My job

Finding my vocation

Second-year children’s nursing student Jane Green is mum to Connor, age 13. Her other son Callum died in 2014, age 8. He was severely brain damaged after a traumatic birth.

Second-year children’s nursing student Jane Green is mum to Connor, age 13. Her other son Callum died in 2014, aged 8. He was severely brain damaged after a traumatic birth.

Jane Green

Why do you want to be a children’s nurse?

To give back even a tiny bit of the care and attention my son Callum received, particularly from his nurse 'aunties' at Basildon Hospital.

What might you have done otherwise?

Adult nursing. I was in the second year of a three-year nursing diploma when Callum was born and I left studying to care for him. I always intended to return, but I realised children’s nursing was where I needed to be.

Where have you worked previously?

Mainly in offices, doing administration work. I worked in a call centre for a year. I'm proficient at office work, but it was never going to be my vocation.

What do you enjoy most about what you do now?

The honesty of children. A small boy was proudly showing me what his Spider-Man could do when it crashed to the floor. When I tried to say Spidey wasn't well, he said ‘it’s a toy'. He made my day.

What is the greatest challenge?

Being a student nurse caring for many children, not a parent looking after my own child. I was warned when I applied that the switch – from using your experience to inform care rather than shaping care around your experiences – would be difficult.

What would you change if you could?

The reason I'm here. While Callum's life and passing steered me on this path, I would have Callum back in a heartbeat.

Where would you like to be in five years’ time?

I would like to be a nurse specialist of some description. I didn’t intend to be involved in palliative care because of my own experience, but I have been a lay member of the National Institute for Health and Care Excellence guideline committee for end of life care for children and young people. I am a member of the Together for Short Lives Parent Carer Advisory Group and I am helping to promote the #YouCanBeThatNurse campaign.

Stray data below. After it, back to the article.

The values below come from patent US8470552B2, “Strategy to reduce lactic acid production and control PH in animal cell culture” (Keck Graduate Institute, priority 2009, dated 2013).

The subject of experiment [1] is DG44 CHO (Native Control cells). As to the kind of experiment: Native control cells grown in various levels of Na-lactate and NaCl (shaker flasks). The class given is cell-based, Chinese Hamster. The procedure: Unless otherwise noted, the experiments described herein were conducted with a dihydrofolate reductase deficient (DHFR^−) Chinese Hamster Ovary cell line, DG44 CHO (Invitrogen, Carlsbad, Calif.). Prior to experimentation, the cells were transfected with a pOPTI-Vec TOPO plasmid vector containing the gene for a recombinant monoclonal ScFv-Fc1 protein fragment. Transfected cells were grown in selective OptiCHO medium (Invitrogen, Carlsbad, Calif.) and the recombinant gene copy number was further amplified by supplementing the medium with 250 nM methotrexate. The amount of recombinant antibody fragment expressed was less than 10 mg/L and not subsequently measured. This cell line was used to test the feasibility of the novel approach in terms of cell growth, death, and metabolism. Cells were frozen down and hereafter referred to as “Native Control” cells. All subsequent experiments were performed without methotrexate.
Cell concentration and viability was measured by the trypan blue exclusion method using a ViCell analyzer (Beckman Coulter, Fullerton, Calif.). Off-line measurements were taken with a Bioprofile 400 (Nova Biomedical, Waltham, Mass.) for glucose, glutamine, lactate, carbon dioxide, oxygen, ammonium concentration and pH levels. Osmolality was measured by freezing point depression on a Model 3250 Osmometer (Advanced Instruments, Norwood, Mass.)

What qualities do you think a good children’s nurse should possess?

The ability to smile, to communicate across the age ranges and think holistically, using family-centred care. By engaging the whole family, you are empowering them to support their family member's recovery, or care plan should recovery not be possible. When that happens, they have better memories of harder times.

What inspires you?

It’s more who than what. The nurses and other staff who have shown me so many best practices when caring for my family, which I can take forward. Callum, his big brother Connor, the children and their families.

Outside work what do you enjoy doing?

I enjoy spending time with my long-suffering, non-nursey (my husband's phrase) family. Even if it involves pulling apart practice shown in my husband's favourite show, Casualty.

What achievement are you proudest of?

This is a hard one. After a lot of thought, I'm going to say Connor and Callum. Without them and how they dealt with such an unusual life, I wouldn't have been able to move forward and contribute to change in the palliative care sector – a sector that is often forgotten about – especially for children.

What advice would give a newly qualified children’s nurse?

Consider a child and their family to be specialist members of the multidisciplinary team who, like the professionals, bring knowledge and experience to planning care. Ask them how they feel, what they want and empower them. It will mean more than you ever realise.

Jane Green is studying at Anglia Ruskin University’s Chelmsford campus

#YouCanBeThatNurse is a campaign to address the shortage of nurses working in children’s palliative, run by the charity Together for Short Lives.

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